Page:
A drive through Holmes County, Ohio, about 1-1/2 hours south of Cleveland, will turn up all sorts of interesting sights. This Mecca of tourism will introduce visitors to one of the largest Amish settlements in the country and an attendant array of shops and restaurants, enough to keep even the most avid visitors busy all day. What the locals can't provide is bestowed by Mother Nature, a geography of beautifully rolling hills and steep valleys.
There are differences- manufacturers produce a product (a machine in our case) and landscape maintenance contractors primarily deliver service, yet many aspects of business development, operation and management are the same. The similarity is particularly striking when it comes to the kind of customers that are the foundation of the business and are highly sought after as the most necessary ingredient to starting and sustaining a business. Here's the kind of customers we both want:
John Allin, president of Allin Companies, Erie, Pennsylvania, shrugs his shoulders when asked how his maintenance division is doing. "Last year, I would have told you not so well," he relates. After suffering through what the owner considered to be several sub par seasons on the maintenance side, Allin Companies wiped the slate clean and this year started over again, with new people and a new attitude. The results have been encouraging. Profits are up and employee attitude is better all around.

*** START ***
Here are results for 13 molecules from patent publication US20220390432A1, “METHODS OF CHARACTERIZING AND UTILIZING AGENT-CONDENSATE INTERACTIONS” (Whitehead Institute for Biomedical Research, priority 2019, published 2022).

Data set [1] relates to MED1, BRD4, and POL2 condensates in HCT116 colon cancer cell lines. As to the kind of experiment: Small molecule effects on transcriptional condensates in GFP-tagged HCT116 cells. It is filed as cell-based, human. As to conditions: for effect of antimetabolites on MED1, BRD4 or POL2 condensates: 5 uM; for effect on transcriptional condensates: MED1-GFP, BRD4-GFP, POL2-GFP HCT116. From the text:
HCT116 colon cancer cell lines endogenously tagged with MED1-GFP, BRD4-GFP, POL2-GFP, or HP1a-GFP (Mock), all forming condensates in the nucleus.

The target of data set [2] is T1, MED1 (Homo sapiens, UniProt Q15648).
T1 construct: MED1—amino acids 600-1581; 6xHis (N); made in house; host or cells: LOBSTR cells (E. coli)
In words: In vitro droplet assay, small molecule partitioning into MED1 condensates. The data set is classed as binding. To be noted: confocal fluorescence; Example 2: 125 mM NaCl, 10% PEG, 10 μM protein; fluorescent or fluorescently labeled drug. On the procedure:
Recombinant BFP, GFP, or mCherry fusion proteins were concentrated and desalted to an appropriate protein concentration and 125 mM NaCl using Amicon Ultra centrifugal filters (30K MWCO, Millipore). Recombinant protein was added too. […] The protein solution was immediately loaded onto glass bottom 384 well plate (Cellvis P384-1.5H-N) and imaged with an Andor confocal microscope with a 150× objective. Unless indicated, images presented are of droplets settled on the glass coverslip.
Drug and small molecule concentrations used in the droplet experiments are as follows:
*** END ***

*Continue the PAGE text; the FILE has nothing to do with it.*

For Liz and Grant Monette in Guelph, Ontario and Bessie and Mike Krsovan in nearby Waterloo, being married is more than sharing a life, it's sharing an occupation, too. Both couples operate landscaping companies.
When you've been in business only four years and you're looking grow, what's the best form of advertising? Mike Stegner, owner of Image Lawn and Landscape, Belton, Missouri, believes it's the work you do. In the "show me" state, seeing is believing. When prospective clients pass by Image properties, Stegner wants them to see the best. And they do.
For people starting out in lawn maintenance, and even for veteran professionals, one of the biggest hurdles is figuring job costs. Oftentimes, it's a Catch 22: You can't bid accurately until you know your costs, but you can't determine the costs until you get the job.